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It’s time to upgrade your prototyping platform to V7-2000T FPGA

2014.01.06 | Mon-Ren Chene | Chief Technology Officer


Are you still debating if you should upgrade to Virtex-7 2000T FPGA for SoC/ASIC prototyping? I highly recommend upgrading immediately because the Virtex-7 FPGA design flow is now mature, with already 5 Vivado software releases from Xilinx. More importantly, the V7-2000T FPGA is at an affordable price suitable for volume adoption. This is also good news for early V7-2000T adopters because the new price allows replication of a lot more platforms for concurrent developments. I summarized 5 good reasons to upgrade to V7-2000T for SoC/ASIC prototyping below.

 

What I think about Xilinx Virtex-7 2000T & Vivado Design Kit

2013.03.11 | Ashok Kulkarni | AE Director, North America


In 2012, S2C successively released Single, Dual and Quad Xilinx Virtex-7 2000T FPGA-based SoC/ASIC prototyping systems. Given that the latest technology employed by Virtex-7 (V7) FPGA is new both to the industry and to S2C’s customers, many customers have called upon us to inquire about the new FPGA features and their software support. For the purpose of answering these questions, this blog provides a brief overview of the Xilinx V7-2000T FPGA, which currently boasts the largest gate capacity in the industry , and the brand-new Vivado software design kit that supports the FPGA.



 

Why SCE-MI has not been Widely Adopted Today?

2012.02.09 | Toshio Nakama | Chief Executive Officer


We have introduced the needs and benefits for verification engineers to send/receive large amount of computer test data to/from designs in FPGA-based prototypes in The Power of S2C's C-API blog. S2C’s C-API software is one of the options which is easy to set up and customize. Today, I will write about using SCE-MI to do the same job but with better expandability and cross-platform capabilities.



 

FPGA Prototyping - Build versus Buy Comparing Apples to Apples

2011.12.12 | Steve Pollock | VP, Marketing and Business Development


Sometimes we hear from customers that our off the shelf FPGA prototyping solutions are too expensive and that they can build the boards themselves at a lower cost. If you take the bill of materials and add up the costs, it appears that you could save money by building the boards in-house. But is this really the case?

 
 

FPGA Based Prototyping, the 'Why', 'What' and 'How' – Part 2

2011.11.21 | Ashok Kulkarni | AE Director, North America


The key benefits of FPGA based prototyping are – low cost, high performance and easy deployment. In addition to these benefits, ability to interface with real-time devices allows the designer to observe the SoC prototype's behavior in the context of a real system. Low system cost makes it affordable to create multiple pre-silicon hardware platforms for software development. FPGA based prototyping offers significantly high operating performance, typically in the range of 10 MHz to 80 MHz, enabling verification of designs that are subjective in nature, such as a video frame.

 
 

FPGA Based Prototyping, the 'Why', 'What' and 'How' – Part 1

2011.11.09 | Ashok Kulkarni | AE Director, North America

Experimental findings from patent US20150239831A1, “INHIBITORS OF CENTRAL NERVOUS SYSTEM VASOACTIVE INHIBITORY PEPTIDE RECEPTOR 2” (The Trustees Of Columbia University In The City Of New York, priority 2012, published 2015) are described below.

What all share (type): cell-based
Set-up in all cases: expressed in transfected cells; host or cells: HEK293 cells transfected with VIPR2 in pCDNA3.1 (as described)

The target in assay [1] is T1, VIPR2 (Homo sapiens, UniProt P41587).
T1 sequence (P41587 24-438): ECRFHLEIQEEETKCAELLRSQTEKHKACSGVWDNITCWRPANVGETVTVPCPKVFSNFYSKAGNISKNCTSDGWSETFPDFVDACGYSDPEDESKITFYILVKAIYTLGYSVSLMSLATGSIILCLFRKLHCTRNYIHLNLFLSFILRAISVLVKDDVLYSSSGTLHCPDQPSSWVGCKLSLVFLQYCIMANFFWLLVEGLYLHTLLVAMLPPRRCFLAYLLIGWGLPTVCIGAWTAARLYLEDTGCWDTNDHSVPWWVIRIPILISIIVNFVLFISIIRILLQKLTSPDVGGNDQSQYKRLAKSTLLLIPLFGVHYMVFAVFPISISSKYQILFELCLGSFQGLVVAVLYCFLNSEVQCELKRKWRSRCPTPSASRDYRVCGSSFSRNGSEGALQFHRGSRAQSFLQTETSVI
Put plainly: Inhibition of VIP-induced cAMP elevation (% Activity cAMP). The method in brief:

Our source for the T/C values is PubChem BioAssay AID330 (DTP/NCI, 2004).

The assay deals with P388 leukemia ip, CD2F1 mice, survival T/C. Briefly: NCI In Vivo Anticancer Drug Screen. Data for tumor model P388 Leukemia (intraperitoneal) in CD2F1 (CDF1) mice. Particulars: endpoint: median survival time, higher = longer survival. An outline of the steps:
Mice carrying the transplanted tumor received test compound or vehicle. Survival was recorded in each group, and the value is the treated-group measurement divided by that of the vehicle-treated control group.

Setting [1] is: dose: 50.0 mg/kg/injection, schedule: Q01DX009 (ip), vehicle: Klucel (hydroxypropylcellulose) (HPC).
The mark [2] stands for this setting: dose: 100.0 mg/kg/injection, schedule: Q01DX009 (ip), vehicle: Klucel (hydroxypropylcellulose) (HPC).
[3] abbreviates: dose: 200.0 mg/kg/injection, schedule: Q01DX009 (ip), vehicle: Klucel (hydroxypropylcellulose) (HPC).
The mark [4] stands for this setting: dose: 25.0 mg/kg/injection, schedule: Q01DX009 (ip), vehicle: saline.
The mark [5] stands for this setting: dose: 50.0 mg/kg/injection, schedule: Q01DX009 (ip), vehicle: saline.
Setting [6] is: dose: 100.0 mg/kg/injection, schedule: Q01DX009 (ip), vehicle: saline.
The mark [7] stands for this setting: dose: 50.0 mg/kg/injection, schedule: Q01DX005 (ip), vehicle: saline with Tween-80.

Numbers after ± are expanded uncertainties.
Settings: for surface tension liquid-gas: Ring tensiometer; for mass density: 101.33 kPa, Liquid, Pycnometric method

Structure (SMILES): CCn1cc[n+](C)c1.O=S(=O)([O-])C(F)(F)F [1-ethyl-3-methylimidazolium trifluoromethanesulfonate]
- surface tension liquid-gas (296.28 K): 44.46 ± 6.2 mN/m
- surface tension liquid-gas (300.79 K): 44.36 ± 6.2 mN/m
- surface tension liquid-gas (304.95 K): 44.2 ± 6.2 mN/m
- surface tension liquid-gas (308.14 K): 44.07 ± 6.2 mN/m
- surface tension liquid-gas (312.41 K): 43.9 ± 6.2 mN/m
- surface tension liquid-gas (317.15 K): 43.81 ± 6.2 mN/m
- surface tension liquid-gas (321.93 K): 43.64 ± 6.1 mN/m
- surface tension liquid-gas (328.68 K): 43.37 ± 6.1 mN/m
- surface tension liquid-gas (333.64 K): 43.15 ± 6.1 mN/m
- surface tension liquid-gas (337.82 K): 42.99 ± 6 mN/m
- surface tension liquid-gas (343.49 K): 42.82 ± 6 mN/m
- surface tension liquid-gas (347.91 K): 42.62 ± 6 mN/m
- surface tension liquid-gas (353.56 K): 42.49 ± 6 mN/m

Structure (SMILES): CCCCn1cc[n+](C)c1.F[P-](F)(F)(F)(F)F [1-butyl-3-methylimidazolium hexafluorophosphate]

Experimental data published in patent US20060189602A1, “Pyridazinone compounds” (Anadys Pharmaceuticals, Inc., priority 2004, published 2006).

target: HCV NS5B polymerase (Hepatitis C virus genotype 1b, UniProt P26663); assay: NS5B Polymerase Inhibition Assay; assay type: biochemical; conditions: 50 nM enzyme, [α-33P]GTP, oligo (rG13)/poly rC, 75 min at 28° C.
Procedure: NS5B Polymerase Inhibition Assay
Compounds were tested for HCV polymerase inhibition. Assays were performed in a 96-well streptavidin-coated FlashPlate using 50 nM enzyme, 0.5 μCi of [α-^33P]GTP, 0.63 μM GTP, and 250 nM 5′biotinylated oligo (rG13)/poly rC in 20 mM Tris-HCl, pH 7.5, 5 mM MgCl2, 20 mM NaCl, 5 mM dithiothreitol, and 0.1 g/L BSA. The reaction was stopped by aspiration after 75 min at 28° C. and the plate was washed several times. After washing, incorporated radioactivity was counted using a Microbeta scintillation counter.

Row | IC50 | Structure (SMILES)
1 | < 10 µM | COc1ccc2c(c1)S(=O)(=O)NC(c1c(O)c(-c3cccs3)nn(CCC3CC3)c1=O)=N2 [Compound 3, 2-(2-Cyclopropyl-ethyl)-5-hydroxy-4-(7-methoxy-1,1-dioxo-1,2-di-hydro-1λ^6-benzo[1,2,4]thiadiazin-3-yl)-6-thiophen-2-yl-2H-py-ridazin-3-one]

Before I delve into the details of FPGA based prototyping we need to answer the question, "Why Prototype". All designs, whether they are SoC or ASIC or ASSP (hereafter SoC is also assumed to mean ASIC and ASSP), need to be verified (functional and timing) to ensure that the implemented model matches the desired behavior of the design, prior to silicon availability. Further, most SoCs are differentiated by the software content. So the availability of a pre-silicon hardware platform for software development early on, is crucial. The modern day SoC designs continue to increase in gate density, cost and complexity. Getting the silicon right the first time is an absolute necessity – failing which the cost can run into several million $$ to re-spin silicon, and a lost market opportunity can be devastating to the business.

 
 

The Power of S2C's C-API

2011.09.25 | Tony Wu | AE Director


S2C's C-API function allows verification engineers to send/receive large amount of test data in computers to/from designs in FPGA-based prototypes. I have talked with many verification engineers and one common challenge today is the ability to create enough test cases and often the corner cases for validating their design in FPGA-based prototypes thouroughly. While linking their prototypes to target systems enable engineers to access to real world test environment, it is often hard to create corner test cases in real world environment. Therefore, a good design methodology would be to complement the real world test environment with addtitional verification data that can be run from a computer on a FPGA-based prototypes.

 


 

Understanding the Cost of 'Not' Prototyping

2011.08.22 | Steve Pollock | VP, Marketing and Business Development


Before answering the question of the cost of not prototyping let's understand why you should prototype. The prototyping that I am talking about is FPGA prototyping of SoC and ASIC designs before committing the designs to production.

The main advantages of prototyping are:
  • Finding errors that aver virtually impossible to find with simulation and emulation techniques.
  • Early software development on a prototype of the target system
  • Being able to debug the design in the real environment